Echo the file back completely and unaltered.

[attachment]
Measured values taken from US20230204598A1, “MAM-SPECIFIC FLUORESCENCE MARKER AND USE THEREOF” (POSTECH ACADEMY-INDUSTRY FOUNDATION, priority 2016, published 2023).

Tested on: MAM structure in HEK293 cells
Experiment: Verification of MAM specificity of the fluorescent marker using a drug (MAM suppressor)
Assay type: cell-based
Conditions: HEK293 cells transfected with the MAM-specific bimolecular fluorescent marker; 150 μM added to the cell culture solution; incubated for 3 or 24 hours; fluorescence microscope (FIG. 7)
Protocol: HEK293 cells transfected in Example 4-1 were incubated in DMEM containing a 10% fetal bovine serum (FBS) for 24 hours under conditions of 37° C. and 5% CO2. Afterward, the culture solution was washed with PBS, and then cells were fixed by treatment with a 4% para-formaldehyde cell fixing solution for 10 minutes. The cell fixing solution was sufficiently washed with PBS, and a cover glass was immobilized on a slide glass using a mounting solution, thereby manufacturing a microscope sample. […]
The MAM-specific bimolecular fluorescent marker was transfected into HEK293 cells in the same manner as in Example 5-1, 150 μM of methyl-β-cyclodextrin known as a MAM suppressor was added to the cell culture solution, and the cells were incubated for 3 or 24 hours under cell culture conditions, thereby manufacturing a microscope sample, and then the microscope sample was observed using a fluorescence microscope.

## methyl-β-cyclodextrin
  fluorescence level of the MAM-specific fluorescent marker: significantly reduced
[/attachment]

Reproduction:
Measured values taken from US20230204598A1, “MAM-SPECIFIC FLUORESCENCE MARKER AND USE THEREOF” (POSTECH ACADEMY-INDUSTRY FOUNDATION, priority 2016, published 2023).

Tested on: MAM structure in HEK293 cells
Experiment: Verification of MAM specificity of the fluorescent marker using a drug (MAM suppressor)
Assay type: cell-based
Conditions: HEK293 cells transfected with the MAM-specific bimolecular fluorescent marker; 150 μM added to the cell culture solution; incubated for 3 or 24 hours; fluorescence microscope (FIG. 7)
Protocol: HEK293 cells transfected in Example 4-1 were incubated in DMEM containing a 10% fetal bovine serum (FBS) for 24 hours under conditions of 37° C. and 5% CO2. Afterward, the culture solution was washed with PBS, and then cells were fixed by treatment with a 4% para-formaldehyde cell fixing solution for 10 minutes. The cell fixing solution was sufficiently washed with PBS, and a cover glass was immobilized on a slide glass using a mounting solution, thereby manufacturing a microscope sample. […]
The MAM-specific bimolecular fluorescent marker was transfected into HEK293 cells in the same manner as in Example 5-1, 150 μM of methyl-β-cyclodextrin known as a MAM suppressor was added to the cell culture solution, and the cells were incubated for 3 or 24 hours under cell culture conditions, thereby manufacturing a microscope sample, and then the microscope sample was observed using a fluorescence microscope.

## methyl-β-cyclodextrin
  fluorescence level of the MAM-specific fluorescent marker: significantly reduced